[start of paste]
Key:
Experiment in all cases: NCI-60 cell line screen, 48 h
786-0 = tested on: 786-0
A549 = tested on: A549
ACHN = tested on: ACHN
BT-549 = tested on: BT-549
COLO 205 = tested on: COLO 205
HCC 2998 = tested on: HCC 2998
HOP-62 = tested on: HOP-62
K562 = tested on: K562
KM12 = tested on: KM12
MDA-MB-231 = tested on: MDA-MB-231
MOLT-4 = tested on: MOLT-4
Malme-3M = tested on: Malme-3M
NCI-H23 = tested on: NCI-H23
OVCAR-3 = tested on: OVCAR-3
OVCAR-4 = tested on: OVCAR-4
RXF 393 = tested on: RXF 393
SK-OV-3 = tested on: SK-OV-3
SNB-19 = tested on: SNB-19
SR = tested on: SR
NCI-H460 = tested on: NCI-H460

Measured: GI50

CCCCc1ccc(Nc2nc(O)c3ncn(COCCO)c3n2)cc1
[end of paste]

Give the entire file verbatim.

Key:
Experiment in all cases: NCI-60 cell line screen, 48 h
786-0 = tested on: 786-0
A549 = tested on: A549
ACHN = tested on: ACHN
BT-549 = tested on: BT-549
COLO 205 = tested on: COLO 205
HCC 2998 = tested on: HCC 2998
HOP-62 = tested on: HOP-62
K562 = tested on: K562
KM12 = tested on: KM12
MDA-MB-231 = tested on: MDA-MB-231
MOLT-4 = tested on: MOLT-4
Malme-3M = tested on: Malme-3M
NCI-H23 = tested on: NCI-H23
OVCAR-3 = tested on: OVCAR-3
OVCAR-4 = tested on: OVCAR-4
RXF 393 = tested on: RXF 393
SK-OV-3 = tested on: SK-OV-3
SNB-19 = tested on: SNB-19
SR = tested on: SR
NCI-H460 = tested on: NCI-H460

Measured: GI50

CCCCc1ccc(Nc2nc(O)c3ncn(COCCO)c3n2)cc1